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Generally speaking the aim of active stock picking is to find companies that provide returns that are superior to the market average. And the truth is, you can make significant gains if you buy good quality businesses at the right price. To wit, the Evans Bancorp share price has climbed 53% in five years, easily topping the market return of 42% (ignoring dividends).
While markets are a powerful pricing mechanism, share prices reflect investor sentiment, not just underlying business performance. One way to examine how market sentiment has changed over time is to look at the interaction between a company’s share price and its earnings per share (EPS).
Over half a decade, Evans Bancorp managed to grow its earnings per share at 13% a year. This EPS growth is higher than the 8.9% average annual increase in the share price. So one could conclude that the broader market has become more cautious towards the stock. The reasonably low P/E ratio of 10.32 also suggests market apprehension.
We consider it positive that insiders have made significant purchases in the last year. Having said that, most people consider earnings and revenue growth trends to be a more meaningful guide to the business. Dive deeper into the earnings by checking this interactive graph of Evans Bancorp’s earnings, revenue and cash flow.
What About Dividends?
As well as measuring the share price return, investors should also consider the total shareholder return (TSR). Whereas the share price return only reflects the change in the share price, the TSR includes the value of dividends (assuming they were reinvested) and the benefit of any discounted capital raising or spin-off. It’s fair to say that the TSR gives a more complete picture for stocks that pay a dividend. We note that for Evans Bancorp the TSR over the last 5 years was 75%, which is better than the share price return mentioned above. And there’s no prize for guessing that the dividend payments largely explain the divergence!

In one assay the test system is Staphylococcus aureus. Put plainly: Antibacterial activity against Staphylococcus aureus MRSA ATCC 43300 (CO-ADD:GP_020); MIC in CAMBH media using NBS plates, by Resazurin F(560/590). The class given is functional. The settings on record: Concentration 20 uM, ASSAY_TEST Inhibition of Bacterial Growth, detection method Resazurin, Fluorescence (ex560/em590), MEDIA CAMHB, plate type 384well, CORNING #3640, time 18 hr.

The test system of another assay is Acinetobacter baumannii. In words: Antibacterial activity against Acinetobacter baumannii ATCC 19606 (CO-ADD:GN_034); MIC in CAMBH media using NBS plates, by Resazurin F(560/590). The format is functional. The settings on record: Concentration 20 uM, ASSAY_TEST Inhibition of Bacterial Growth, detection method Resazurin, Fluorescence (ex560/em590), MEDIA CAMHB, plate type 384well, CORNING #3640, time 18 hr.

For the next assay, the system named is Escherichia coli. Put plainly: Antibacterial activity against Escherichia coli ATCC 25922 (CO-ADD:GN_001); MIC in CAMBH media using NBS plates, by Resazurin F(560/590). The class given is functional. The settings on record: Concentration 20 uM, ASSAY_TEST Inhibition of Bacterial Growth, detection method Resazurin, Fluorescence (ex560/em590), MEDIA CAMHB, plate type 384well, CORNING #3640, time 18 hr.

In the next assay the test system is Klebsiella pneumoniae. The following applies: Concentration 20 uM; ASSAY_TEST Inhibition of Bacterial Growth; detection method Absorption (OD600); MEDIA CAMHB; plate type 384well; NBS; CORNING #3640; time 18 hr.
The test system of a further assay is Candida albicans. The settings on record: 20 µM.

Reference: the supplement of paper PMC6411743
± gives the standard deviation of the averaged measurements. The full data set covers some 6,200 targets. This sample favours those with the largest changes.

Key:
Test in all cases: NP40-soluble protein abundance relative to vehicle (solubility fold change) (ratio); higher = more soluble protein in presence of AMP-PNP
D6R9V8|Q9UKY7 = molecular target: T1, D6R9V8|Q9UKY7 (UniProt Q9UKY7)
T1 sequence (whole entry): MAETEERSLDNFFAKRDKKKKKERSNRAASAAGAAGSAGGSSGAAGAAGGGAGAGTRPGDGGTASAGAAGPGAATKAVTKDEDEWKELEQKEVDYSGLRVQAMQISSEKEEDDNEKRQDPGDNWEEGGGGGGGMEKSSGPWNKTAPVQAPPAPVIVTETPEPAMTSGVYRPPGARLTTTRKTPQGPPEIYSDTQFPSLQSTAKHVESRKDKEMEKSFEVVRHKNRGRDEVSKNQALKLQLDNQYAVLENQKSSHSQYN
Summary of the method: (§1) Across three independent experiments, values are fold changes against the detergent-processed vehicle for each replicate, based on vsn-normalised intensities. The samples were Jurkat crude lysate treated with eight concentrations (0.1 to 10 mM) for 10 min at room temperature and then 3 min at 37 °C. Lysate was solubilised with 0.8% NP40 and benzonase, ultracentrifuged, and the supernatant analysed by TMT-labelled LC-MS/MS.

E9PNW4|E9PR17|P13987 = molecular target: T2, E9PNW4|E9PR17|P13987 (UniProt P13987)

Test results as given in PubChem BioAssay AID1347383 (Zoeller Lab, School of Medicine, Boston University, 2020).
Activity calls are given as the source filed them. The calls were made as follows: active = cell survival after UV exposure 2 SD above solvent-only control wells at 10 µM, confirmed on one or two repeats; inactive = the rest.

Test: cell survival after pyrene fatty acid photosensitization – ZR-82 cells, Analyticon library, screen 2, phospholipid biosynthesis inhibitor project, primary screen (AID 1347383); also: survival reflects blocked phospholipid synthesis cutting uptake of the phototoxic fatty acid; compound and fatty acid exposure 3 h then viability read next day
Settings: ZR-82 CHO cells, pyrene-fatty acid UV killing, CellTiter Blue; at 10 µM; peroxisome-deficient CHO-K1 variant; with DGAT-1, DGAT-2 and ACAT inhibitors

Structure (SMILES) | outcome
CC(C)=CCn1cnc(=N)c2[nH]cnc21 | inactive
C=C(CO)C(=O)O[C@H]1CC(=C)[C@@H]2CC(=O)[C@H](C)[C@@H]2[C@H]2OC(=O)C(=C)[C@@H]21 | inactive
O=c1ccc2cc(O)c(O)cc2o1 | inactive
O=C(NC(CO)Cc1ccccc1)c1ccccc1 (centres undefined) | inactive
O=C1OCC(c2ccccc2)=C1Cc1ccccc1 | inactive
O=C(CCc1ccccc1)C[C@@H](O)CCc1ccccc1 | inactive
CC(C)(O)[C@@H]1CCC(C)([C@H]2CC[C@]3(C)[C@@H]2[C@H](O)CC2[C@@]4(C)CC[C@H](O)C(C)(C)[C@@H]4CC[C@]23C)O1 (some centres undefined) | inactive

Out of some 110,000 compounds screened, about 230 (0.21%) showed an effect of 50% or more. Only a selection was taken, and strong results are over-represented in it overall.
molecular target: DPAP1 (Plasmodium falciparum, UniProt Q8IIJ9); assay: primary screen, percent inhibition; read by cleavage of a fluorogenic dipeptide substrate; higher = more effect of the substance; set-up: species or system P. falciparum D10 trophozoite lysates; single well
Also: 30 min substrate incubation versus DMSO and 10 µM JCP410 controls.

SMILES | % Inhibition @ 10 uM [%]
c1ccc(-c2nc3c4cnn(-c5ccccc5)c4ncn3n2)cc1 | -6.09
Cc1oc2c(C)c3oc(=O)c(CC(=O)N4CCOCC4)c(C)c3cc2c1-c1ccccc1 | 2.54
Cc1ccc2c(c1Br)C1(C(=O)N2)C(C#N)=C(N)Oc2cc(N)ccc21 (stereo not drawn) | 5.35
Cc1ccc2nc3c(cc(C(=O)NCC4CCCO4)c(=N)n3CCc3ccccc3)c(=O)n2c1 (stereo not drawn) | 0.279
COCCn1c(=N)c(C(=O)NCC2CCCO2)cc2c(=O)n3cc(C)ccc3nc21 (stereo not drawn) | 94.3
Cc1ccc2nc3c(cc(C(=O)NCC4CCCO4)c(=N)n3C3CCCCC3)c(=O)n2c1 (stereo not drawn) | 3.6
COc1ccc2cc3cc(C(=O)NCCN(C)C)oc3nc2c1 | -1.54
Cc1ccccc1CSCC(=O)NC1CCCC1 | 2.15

A Different Perspective
While the broader market gained around 6.2% in the last year, Evans Bancorp shareholders lost 21% (even including dividends). Even the share prices of good stocks drop sometimes, but we want to see improvements in the fundamental metrics of a business, before getting too interested. Longer term investors wouldn’t be so upset, since they would have made 12%, each year, over five years. It could be that the recent sell-off is an opportunity, so it may be worth checking the fundamental data for signs of a long term growth trend. Investors who like to make money usually check up on insider purchases, such as the price paid, and total amount bought. You can find out about the insider purchases of Evans Bancorp by clicking this link.
Evans Bancorp is not the only stock insiders are buying. So take a peek at this free list of growing companies with insider buying.
Please note, the market returns quoted in this article reflect the market weighted average returns of stocks that currently trade on US exchanges.
We aim to bring you long-term focused research analysis driven by fundamental data. Note that our analysis may not factor in the latest price-sensitive company announcements or qualitative material.
If you spot an error that warrants correction, please contact the editor at email@example.com. This article by Simply Wall St is general in nature. It does not constitute a recommendation to buy or sell any stock, and does not take account of your objectives, or your financial situation. Simply Wall St has no position in the stocks mentioned. Thank you for reading.